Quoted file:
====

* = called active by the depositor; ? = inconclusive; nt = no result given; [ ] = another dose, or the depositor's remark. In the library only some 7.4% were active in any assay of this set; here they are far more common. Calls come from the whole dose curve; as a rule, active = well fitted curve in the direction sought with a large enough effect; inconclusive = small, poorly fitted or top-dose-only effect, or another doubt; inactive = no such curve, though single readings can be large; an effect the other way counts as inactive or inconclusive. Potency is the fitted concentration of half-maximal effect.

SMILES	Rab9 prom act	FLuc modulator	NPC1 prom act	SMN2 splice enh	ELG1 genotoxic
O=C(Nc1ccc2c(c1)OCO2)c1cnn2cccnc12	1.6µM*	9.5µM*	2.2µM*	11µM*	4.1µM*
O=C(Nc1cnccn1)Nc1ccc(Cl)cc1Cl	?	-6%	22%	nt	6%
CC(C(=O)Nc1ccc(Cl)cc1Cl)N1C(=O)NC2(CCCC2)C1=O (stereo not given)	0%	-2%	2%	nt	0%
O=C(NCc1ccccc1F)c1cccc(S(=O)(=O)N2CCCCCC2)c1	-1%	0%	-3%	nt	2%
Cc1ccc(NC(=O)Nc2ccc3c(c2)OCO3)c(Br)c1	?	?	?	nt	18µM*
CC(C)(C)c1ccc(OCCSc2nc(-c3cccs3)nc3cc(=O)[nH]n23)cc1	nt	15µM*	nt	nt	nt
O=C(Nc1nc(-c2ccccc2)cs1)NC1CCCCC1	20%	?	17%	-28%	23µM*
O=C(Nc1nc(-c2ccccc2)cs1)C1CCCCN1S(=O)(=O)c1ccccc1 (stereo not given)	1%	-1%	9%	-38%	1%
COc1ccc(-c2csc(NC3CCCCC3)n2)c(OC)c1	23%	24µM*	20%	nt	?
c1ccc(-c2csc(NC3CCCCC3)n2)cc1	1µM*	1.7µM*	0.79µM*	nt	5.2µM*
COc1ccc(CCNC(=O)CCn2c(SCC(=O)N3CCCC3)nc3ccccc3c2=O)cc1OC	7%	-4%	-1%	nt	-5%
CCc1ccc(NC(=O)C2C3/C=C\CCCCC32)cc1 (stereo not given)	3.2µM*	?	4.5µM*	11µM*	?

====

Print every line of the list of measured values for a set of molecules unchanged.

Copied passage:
* = called active by the depositor; ? = inconclusive; nt = no result given; [ ] = another dose, or the depositor's remark. In the library only some 7.4% were active in any assay of this set; here they are far more common. Calls come from the whole dose curve; as a rule, active = well fitted curve in the direction sought with a large enough effect; inconclusive = small, poorly fitted or top-dose-only effect, or another doubt; inactive = no such curve, though single readings can be large; an effect the other way counts as inactive or inconclusive. Potency is the fitted concentration of half-maximal effect.

SMILES	Rab9 prom act	FLuc modulator	NPC1 prom act	SMN2 splice enh	ELG1 genotoxic
O=C(Nc1ccc2c(c1)OCO2)c1cnn2cccnc12	1.6µM*	9.5µM*	2.2µM*	11µM*	4.1µM*
O=C(Nc1cnccn1)Nc1ccc(Cl)cc1Cl	?	-6%	22%	nt	6%
CC(C(=O)Nc1ccc(Cl)cc1Cl)N1C(=O)NC2(CCCC2)C1=O (stereo not given)	0%	-2%	2%	nt	0%
O=C(NCc1ccccc1F)c1cccc(S(=O)(=O)N2CCCCCC2)c1	-1%	0%	-3%	nt	2%
Cc1ccc(NC(=O)Nc2ccc3c(c2)OCO3)c(Br)c1	?	?	?	nt	18µM*
CC(C)(C)c1ccc(OCCSc2nc(-c3cccs3)nc3cc(=O)[nH]n23)cc1	nt	15µM*	nt	nt	nt
O=C(Nc1nc(-c2ccccc2)cs1)NC1CCCCC1	20%	?	17%	-28%	23µM*
O=C(Nc1nc(-c2ccccc2)cs1)C1CCCCN1S(=O)(=O)c1ccccc1 (stereo not given)	1%	-1%	9%	-38%	1%
COc1ccc(-c2csc(NC3CCCCC3)n2)c(OC)c1	23%	24µM*	20%	nt	?
c1ccc(-c2csc(NC3CCCCC3)n2)cc1	1µM*	1.7µM*	0.79µM*	nt	5.2µM*
COc1ccc(CCNC(=O)CCn2c(SCC(=O)N3CCCC3)nc3ccccc3c2=O)cc1OC	7%	-4%	-1%	nt	-5%
CCc1ccc(NC(=O)C2C3/C=C\CCCCC32)cc1 (stereo not given)	3.2µM*	?	4.5µM*	11µM*	?